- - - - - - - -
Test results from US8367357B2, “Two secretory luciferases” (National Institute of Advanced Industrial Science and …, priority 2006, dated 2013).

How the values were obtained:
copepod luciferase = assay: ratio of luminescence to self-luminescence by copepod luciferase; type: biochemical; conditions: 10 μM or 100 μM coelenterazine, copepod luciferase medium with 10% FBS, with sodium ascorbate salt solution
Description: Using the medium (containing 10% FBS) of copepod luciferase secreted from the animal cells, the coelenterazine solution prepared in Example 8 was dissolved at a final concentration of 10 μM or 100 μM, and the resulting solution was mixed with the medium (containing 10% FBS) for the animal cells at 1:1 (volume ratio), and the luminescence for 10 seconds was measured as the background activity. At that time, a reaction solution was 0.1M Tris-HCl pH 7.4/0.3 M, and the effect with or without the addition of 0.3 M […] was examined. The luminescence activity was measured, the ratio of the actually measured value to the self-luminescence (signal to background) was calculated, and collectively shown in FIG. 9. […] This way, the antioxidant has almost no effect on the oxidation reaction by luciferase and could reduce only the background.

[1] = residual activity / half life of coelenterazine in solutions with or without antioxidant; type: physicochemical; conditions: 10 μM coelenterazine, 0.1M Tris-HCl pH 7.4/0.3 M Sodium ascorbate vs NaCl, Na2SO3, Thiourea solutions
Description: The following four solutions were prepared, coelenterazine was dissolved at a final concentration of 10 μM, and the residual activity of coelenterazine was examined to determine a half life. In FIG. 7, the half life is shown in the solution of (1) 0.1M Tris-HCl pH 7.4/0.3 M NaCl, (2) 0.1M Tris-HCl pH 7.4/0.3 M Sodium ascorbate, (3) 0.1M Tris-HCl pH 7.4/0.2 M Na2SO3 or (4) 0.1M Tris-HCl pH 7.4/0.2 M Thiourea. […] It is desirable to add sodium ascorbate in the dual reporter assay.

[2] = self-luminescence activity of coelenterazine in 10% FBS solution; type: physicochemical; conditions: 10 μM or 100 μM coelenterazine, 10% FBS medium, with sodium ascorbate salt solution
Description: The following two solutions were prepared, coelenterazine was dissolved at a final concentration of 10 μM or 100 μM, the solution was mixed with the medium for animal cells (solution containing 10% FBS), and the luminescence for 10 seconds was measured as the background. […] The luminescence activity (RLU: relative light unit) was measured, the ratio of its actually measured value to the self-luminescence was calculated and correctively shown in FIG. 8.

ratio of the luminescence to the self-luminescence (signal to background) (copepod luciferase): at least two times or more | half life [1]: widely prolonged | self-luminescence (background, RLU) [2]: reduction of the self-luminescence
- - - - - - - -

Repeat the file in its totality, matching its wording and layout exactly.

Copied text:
Test results from US8367357B2, “Two secretory luciferases” (National Institute of Advanced Industrial Science and …, priority 2006, dated 2013).

How the values were obtained:
copepod luciferase = assay: ratio of luminescence to self-luminescence by copepod luciferase; type: biochemical; conditions: 10 μM or 100 μM coelenterazine, copepod luciferase medium with 10% FBS, with sodium ascorbate salt solution
Description: Using the medium (containing 10% FBS) of copepod luciferase secreted from the animal cells, the coelenterazine solution prepared in Example 8 was dissolved at a final concentration of 10 μM or 100 μM, and the resulting solution was mixed with the medium (containing 10% FBS) for the animal cells at 1:1 (volume ratio), and the luminescence for 10 seconds was measured as the background activity. At that time, a reaction solution was 0.1M Tris-HCl pH 7.4/0.3 M, and the effect with or without the addition of 0.3 M […] was examined. The luminescence activity was measured, the ratio of the actually measured value to the self-luminescence (signal to background) was calculated, and collectively shown in FIG. 9. […] This way, the antioxidant has almost no effect on the oxidation reaction by luciferase and could reduce only the background.

[1] = residual activity / half life of coelenterazine in solutions with or without antioxidant; type: physicochemical; conditions: 10 μM coelenterazine, 0.1M Tris-HCl pH 7.4/0.3 M Sodium ascorbate vs NaCl, Na2SO3, Thiourea solutions
Description: The following four solutions were prepared, coelenterazine was dissolved at a final concentration of 10 μM, and the residual activity of coelenterazine was examined to determine a half life. In FIG. 7, the half life is shown in the solution of (1) 0.1M Tris-HCl pH 7.4/0.3 M NaCl, (2) 0.1M Tris-HCl pH 7.4/0.3 M Sodium ascorbate, (3) 0.1M Tris-HCl pH 7.4/0.2 M Na2SO3 or (4) 0.1M Tris-HCl pH 7.4/0.2 M Thiourea. […] It is desirable to add sodium ascorbate in the dual reporter assay.

[2] = self-luminescence activity of coelenterazine in 10% FBS solution; type: physicochemical; conditions: 10 μM or 100 μM coelenterazine, 10% FBS medium, with sodium ascorbate salt solution
Description: The following two solutions were prepared, coelenterazine was dissolved at a final concentration of 10 μM or 100 μM, the solution was mixed with the medium for animal cells (solution containing 10% FBS), and the luminescence for 10 seconds was measured as the background. […] The luminescence activity (RLU: relative light unit) was measured, the ratio of its actually measured value to the self-luminescence was calculated and correctively shown in FIG. 8.

ratio of the luminescence to the self-luminescence (signal to background) (copepod luciferase): at least two times or more | half life [1]: widely prolonged | self-luminescence (background, RLU) [2]: reduction of the self-luminescence